• [0049]
    By providing support for both conventional virtual memory and SDSS virtual memory, computer system 100 may operate on both a conventional virtual memory organization and an SDSS structured virtual memory organization using either a non-sequential or a sequential virtual address space to allow a migration path for older executable system resources. However, computer system 100 may also operate without use of conventional virtual memory accesses without departure from the scope of the subject matter described herein.
  • [0050]
    It should be noted that the memory management system is capable of storing a context for the SDSS register set 122 and optionally for SDSS page table 128, SDSS TLB 148, and SDSS map table 130 into the SDSS virtual memory space. For example, a context for SDSS register set 122 may be mapped to SDSS virtual page 1 106 and stored within SDSS memory page 1 140 in processor physical memory 116. Accordingly, these components may be migrated to persistent physical memory, such as disk 118, as table sizes increase by moving older entries to disk 118 allowing machine and executable state information to be preserved between uses and even reboots of the system. In addition, addressable entities may simultaneously exist within processor physical memory 116 and disk 118 and, accordingly, the identifier associated with the addressable entity may be indexed within SDSS map table 130, SDSS page table 128, and SDSS TLB 126 simultaneously.
  • [0051]
    Portions of executable 114 may be loaded into conventional virtual memory while other portions may be loaded into SDSS virtual memory. This may be done under the direction of the program developer for any number of reasons. SDSS virtual page 1 106 and SDSS virtual page 2 108 include structured virtual memory regions that may be accessed by processor 102 using identifiers operating as SDSS identifiers to perform address resolution for addressable entities within computer system 100. Virtual page 1 110′ and virtual page 2 112′ may be viewed as conventional virtual pages containing portions of executable 114.
  • [0052]
    Portions of SDSS virtual memory associated with executable 114 may map onto both processor physical memory 116 and disk 118 for its persistent physical memory location. Processor physical memory 116 may also be partitioned into both SDSS regions and conventional sequentially addressable, unstructured memory regions. SDSS memory page 1 140 and SDSS memory page 2 142 may include SDSS entities referenced by identifiers operating as SDSS identifiers to provide address resolution for the addressable entities. Memory page 1 144′ and memory page 2 146′ may provide conventional sequentially addressable, unstructured memory regions within processor physical memory 116.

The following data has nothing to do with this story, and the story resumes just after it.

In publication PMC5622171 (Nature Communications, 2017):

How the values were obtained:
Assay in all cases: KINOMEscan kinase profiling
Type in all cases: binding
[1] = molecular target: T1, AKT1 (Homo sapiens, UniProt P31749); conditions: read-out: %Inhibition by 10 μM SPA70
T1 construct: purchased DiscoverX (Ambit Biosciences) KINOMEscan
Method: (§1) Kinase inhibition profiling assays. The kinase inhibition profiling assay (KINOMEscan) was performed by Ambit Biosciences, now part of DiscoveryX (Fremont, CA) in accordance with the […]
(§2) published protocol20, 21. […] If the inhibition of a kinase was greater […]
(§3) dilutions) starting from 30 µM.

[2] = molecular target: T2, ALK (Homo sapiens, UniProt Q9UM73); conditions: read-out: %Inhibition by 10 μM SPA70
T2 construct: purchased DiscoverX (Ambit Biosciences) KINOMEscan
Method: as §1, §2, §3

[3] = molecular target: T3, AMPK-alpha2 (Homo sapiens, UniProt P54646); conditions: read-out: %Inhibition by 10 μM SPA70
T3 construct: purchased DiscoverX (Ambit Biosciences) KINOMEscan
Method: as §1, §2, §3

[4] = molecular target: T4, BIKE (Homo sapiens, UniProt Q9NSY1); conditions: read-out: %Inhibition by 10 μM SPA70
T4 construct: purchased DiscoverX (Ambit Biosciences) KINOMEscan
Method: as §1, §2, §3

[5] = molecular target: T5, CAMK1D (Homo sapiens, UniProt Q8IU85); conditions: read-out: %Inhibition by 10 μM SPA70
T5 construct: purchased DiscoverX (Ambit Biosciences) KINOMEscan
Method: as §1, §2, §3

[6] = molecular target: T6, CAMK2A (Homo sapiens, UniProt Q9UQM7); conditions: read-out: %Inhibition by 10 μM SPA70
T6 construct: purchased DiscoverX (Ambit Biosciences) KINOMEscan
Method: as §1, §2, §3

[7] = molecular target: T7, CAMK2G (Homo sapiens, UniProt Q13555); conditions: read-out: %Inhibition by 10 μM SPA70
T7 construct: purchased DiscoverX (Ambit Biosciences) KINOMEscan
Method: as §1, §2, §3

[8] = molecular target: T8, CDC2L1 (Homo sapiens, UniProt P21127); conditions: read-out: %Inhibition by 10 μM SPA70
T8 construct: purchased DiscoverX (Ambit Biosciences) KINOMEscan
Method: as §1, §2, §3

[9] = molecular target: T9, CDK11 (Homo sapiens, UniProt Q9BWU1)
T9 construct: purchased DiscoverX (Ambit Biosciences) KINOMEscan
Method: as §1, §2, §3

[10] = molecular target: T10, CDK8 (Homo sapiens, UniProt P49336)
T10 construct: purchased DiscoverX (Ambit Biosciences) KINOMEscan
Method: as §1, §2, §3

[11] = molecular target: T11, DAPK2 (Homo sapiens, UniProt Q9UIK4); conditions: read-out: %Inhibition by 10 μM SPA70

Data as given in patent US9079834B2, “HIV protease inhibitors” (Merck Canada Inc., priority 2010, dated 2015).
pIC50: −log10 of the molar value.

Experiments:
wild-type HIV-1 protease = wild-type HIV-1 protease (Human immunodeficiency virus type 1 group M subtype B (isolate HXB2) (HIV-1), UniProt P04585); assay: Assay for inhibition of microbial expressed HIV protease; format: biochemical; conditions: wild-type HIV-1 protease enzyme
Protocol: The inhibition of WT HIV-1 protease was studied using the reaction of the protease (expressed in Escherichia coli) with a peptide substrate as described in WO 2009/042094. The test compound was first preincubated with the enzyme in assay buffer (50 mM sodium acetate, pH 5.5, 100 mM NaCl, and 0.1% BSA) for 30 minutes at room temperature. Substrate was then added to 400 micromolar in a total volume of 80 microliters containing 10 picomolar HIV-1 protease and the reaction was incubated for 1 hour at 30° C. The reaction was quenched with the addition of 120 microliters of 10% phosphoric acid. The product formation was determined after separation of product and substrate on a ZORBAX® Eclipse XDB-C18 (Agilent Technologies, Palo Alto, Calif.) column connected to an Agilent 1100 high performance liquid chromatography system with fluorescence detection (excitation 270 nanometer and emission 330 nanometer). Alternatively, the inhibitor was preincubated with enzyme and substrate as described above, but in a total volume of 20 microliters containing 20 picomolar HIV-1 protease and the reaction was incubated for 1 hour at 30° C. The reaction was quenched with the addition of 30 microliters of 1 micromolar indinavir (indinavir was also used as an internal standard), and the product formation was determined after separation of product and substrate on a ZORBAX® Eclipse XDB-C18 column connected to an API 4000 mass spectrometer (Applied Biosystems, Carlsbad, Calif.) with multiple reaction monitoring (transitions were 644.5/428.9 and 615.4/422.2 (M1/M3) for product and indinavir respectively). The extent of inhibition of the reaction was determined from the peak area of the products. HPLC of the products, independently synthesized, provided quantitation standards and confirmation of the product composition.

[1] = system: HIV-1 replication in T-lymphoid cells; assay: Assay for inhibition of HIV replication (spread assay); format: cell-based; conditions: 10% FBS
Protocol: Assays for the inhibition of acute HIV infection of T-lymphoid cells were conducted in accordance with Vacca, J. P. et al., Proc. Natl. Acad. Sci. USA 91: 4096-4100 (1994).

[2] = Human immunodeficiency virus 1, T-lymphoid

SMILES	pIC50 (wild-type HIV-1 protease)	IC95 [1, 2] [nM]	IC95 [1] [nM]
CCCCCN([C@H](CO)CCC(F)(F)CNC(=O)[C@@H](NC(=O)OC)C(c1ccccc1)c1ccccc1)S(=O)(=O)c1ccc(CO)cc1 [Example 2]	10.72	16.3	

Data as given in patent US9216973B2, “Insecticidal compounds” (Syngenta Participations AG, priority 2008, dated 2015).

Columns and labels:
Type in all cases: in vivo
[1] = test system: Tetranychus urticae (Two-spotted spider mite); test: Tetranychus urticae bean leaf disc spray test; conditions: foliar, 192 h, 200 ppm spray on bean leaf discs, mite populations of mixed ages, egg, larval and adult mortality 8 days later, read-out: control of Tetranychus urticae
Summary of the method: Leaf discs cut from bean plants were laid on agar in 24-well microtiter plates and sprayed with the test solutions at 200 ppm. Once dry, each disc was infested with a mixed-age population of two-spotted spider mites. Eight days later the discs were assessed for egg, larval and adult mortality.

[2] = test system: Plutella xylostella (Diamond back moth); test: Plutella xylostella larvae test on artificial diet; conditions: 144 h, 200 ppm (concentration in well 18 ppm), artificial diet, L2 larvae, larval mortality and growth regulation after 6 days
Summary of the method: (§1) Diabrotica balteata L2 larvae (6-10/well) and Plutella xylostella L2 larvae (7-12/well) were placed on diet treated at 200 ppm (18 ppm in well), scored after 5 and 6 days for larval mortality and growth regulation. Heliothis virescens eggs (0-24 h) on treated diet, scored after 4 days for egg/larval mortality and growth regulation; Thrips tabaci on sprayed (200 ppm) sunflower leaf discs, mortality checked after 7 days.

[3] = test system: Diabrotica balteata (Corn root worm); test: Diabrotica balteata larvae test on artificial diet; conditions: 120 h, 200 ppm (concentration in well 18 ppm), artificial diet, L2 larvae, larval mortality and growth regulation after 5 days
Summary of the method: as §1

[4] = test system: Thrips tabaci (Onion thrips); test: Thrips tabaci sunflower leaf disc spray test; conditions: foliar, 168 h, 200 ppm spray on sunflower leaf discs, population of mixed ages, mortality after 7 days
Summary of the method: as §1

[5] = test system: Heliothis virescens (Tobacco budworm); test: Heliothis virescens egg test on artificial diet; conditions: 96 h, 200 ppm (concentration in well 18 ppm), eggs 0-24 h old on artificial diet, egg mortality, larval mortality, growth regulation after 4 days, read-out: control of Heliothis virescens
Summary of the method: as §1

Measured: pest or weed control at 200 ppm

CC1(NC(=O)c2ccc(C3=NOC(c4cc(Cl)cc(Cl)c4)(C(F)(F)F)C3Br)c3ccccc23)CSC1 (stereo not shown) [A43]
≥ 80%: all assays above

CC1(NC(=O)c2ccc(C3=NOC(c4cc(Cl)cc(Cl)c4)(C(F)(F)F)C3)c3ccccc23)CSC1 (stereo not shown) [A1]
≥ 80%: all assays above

• [0053]
    As with processor physical memory 116, disk 118 may also be partitioned into SDSS addressable regions and conventional sequentially addressable, unstructured regions. SDSS block 1 132 and SDSS block 2 134 may include addressable entities accessed by identifiers operating as SDSS identifiers to provide address resolution for the addressable entities. Page 1 136′ and page 2 138′ may provide sequentially addressable, unstructured regions within disk 118.
  • [0054]
    As can be seen from FIGS. 1A and 1B, processor 102 may support an SDSS virtual memory 104 that may be mapped onto processor physical memory 116 and disk 118. As described above, computer system 100 may operate entirely in an SDSS fashion as depicted in FIG. 1A or operate using both SDSS virtual memory and conventional virtual memory as depicted in FIG. 1B.
  • [0055]
    FIG. 2 illustrates an exemplary SDSS register set 122 in more detail. SDSS register set 122 may provide a logical organization for storing and operating upon identifiers associated with addressable entities, as well as values retrieved from virtual memory locations or produced by processor 102. One or more SDSS segment frame (SDSSF) registers 202 may be provided for holding and referencing SDSS memory addresses. Other registers may be provided for other purposes such as holding data values such as values calculated by the processor, values retrieved from SDSS virtual memory which may be used as address offsets. Exemplary registers include an SDSS instruction pointer register SDSS IP 204, a set of general purpose registers GPR1 206, up to a GPRn 208. Other registers compatible with address formats of a non-sequential and/or sequential virtual address spaces may also be provided.
  • [0056]
    As with conventional processors supporting multi-processing and threading, SDSS register set 122 may be saved to SDSS virtual memory and thus physical memory as a result of a context switch and restored to hardware-based registers when the associated process or thread is made active. The techniques for supporting this are similar to those associated with conventional virtual memory based systems. Further, SDSS register set 122 may be mapped to multiple physical hardware-based register sets that may likewise be context switched when the associated process or thread is made active.